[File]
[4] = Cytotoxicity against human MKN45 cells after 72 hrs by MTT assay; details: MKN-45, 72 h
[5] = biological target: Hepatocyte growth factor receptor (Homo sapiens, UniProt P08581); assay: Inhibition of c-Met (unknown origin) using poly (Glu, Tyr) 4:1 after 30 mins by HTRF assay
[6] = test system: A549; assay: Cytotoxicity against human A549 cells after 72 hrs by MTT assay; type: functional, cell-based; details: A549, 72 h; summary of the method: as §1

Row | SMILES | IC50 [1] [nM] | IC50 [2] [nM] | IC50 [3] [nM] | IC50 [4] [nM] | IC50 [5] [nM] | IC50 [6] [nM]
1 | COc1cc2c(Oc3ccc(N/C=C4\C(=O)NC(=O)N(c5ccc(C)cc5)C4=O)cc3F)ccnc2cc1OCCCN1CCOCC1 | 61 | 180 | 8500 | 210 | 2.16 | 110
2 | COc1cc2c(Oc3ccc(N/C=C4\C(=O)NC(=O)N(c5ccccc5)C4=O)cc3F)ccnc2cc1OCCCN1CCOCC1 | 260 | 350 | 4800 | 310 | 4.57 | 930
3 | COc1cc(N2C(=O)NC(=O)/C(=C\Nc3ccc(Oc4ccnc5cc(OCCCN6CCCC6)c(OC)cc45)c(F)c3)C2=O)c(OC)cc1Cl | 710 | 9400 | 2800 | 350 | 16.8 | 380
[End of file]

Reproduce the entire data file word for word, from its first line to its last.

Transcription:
[4] = Cytotoxicity against human MKN45 cells after 72 hrs by MTT assay; details: MKN-45, 72 h
[5] = biological target: Hepatocyte growth factor receptor (Homo sapiens, UniProt P08581); assay: Inhibition of c-Met (unknown origin) using poly (Glu, Tyr) 4:1 after 30 mins by HTRF assay
[6] = test system: A549; assay: Cytotoxicity against human A549 cells after 72 hrs by MTT assay; type: functional, cell-based; details: A549, 72 h; summary of the method: as §1

Row | SMILES | IC50 [1] [nM] | IC50 [2] [nM] | IC50 [3] [nM] | IC50 [4] [nM] | IC50 [5] [nM] | IC50 [6] [nM]
1 | COc1cc2c(Oc3ccc(N/C=C4\C(=O)NC(=O)N(c5ccc(C)cc5)C4=O)cc3F)ccnc2cc1OCCCN1CCOCC1 | 61 | 180 | 8500 | 210 | 2.16 | 110
2 | COc1cc2c(Oc3ccc(N/C=C4\C(=O)NC(=O)N(c5ccccc5)C4=O)cc3F)ccnc2cc1OCCCN1CCOCC1 | 260 | 350 | 4800 | 310 | 4.57 | 930
3 | COc1cc(N2C(=O)NC(=O)/C(=C\Nc3ccc(Oc4ccnc5cc(OCCCN6CCCC6)c(OC)cc45)c(F)c3)C2=O)c(OC)cc1Cl | 710 | 9400 | 2800 | 350 | 16.8 | 380